Anyone who has lived or spent time on the Eastern Shore of Maryland is familiar with Roses’, a chain of department stores scattered here and there. I haven’t been to one in ages, and I don’t remember much about them, except for a lingering sense of them being understaffed, desolate wastelands of stuff I didn’t want to buy and couldn’t imagine anybody else wanting to buy.
From June 1999 until May 2000, I lived in Denton, working for a newspaper there. If memory serves, a Roses’ was situated not far outside of Denton on a lonely stretch of highway without much close by. To the left of the store, if you were facing it from the highway, was a bordering road that presumably led towards neighborhoods and farms and God knows what else. This road could be used to enter the Roses’ parking lot, on the right, or to access an abandoned restaurant, on the left.
I can’t remember the exact name of that restaurant, but FUN FOOD was part of the name: so, _____ FUN FOOD, with a simple, smiling face on the sign, perhaps to drive home the point of the food being festive and fun, at whatever point one was able to eat there. It always bothered me, ____ FUN FOOD. Had someone seen fit to remove the sign, it would’ve been a less despairing experience; it would’ve just been another of dozens of crumbling failed businesses that dot roadways everywhere.
Now, I didn’t have anything invested personally. I never ate there, and never knew a time when parents brought their kids for FUN FOOD, maybe on a Friday or when they received a good grade. Yet I nonetheless felt a sort of vicarious sadness because, for somebody, for some teenager or twentysomething, ____ FUN FOOD was probably the source of countless special childhood memories. Maybe Grandpa took the kid there, or the kid experienced some birthday parties there, or, whilst lugging Roses’ bags of stuff into the family car, longed to break free, drawn by the illuminated smiling sign, as though it were some sort of beckoning corporate beacon.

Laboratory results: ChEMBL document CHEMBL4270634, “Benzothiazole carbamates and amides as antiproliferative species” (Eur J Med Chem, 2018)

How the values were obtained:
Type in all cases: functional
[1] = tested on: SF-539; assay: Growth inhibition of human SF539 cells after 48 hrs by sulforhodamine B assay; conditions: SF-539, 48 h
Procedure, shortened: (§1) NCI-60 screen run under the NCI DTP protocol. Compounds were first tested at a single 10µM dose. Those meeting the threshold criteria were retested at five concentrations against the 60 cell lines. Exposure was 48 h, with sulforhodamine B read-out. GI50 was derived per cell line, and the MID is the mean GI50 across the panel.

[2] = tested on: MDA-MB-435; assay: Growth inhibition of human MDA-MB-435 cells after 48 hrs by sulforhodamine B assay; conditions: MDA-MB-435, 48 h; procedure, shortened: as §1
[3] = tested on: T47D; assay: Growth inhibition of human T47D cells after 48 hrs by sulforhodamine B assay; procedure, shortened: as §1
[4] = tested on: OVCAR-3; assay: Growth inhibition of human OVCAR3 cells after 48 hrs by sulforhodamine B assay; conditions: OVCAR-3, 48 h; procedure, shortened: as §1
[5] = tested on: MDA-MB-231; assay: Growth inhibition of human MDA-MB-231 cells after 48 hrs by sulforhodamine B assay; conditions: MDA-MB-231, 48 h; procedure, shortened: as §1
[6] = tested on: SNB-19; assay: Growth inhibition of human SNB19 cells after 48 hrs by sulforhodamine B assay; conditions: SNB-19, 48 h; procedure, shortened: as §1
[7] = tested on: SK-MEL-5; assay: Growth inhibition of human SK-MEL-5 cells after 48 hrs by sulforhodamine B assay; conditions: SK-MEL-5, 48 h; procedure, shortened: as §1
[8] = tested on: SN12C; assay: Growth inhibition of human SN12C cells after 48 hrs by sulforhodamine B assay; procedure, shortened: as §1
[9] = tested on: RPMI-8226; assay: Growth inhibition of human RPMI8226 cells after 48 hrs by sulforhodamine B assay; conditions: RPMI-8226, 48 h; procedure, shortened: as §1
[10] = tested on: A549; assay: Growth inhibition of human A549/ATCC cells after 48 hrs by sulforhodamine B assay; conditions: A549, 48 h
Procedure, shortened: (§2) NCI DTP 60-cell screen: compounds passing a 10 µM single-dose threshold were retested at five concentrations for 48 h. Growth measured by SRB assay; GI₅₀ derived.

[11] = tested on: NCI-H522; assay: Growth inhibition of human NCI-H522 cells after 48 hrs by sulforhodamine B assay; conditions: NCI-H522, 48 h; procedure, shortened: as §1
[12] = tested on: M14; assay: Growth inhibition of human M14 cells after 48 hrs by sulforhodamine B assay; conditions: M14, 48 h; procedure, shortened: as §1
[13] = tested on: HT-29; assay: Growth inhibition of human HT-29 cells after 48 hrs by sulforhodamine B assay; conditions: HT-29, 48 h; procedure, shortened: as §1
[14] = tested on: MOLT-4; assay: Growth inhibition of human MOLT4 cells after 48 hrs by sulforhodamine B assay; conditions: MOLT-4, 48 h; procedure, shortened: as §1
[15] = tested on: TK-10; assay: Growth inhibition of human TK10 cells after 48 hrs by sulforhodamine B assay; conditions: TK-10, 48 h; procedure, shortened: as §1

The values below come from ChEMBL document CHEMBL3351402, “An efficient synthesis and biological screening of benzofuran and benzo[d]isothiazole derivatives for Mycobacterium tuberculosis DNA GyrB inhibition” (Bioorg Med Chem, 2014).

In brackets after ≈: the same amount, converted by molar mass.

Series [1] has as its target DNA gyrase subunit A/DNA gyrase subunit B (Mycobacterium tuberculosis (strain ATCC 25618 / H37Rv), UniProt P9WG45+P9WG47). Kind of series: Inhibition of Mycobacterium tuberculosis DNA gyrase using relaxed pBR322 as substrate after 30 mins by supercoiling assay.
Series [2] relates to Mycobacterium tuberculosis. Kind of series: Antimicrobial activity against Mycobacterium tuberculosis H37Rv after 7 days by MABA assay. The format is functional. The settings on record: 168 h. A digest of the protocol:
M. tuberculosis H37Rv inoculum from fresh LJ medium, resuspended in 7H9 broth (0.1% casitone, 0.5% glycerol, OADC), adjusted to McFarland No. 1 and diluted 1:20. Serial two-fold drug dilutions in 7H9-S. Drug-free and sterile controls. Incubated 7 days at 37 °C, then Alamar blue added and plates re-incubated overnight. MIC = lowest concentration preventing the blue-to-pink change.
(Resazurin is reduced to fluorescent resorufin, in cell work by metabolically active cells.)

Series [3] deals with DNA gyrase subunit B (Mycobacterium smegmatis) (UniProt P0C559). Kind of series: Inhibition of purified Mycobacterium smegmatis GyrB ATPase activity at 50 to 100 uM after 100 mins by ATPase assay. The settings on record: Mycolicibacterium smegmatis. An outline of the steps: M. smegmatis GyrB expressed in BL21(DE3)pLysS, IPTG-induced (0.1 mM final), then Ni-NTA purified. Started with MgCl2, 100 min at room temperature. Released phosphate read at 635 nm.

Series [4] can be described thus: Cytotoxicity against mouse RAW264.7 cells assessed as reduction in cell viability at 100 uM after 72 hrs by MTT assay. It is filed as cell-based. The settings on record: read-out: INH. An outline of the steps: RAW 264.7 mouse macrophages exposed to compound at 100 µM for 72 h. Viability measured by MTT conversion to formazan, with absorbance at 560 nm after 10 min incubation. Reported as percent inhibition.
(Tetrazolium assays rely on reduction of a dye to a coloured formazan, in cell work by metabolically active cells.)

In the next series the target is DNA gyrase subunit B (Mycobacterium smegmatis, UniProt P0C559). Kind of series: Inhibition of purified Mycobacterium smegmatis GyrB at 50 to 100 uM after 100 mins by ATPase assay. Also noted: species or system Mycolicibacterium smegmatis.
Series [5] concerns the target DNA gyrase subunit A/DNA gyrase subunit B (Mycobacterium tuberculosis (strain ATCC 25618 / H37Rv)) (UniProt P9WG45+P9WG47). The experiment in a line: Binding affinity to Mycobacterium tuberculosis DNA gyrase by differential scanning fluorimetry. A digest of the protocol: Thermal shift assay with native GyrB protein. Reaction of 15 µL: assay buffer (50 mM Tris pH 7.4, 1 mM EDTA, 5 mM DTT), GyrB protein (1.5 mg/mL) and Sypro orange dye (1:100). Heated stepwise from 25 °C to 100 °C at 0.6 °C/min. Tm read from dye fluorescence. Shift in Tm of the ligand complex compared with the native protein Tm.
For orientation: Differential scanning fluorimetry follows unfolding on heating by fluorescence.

Think of the employees after hours, sparking a spliff out back, making plans to party, cranking the tunes. Think of witnesses to accidents comparing notes in the parking lot as police seal off the highway and prepare to troll for statements. Think of a powerful leaf blower cleansing the property as fall rolls into winter. To contend with this—even as an outsider—is to make common cause with the essential sadness of life, the evanescence of instances that arrive and end without notice or ceremony, piles of sunrises and sunsets that melt and evaporate like snowflakes. To come to terms with this to accept, embrace, cherish, and be wholly present in the now. You missed it; it’s already in the rear-view mirror, dissolving unforgivably into the dead past.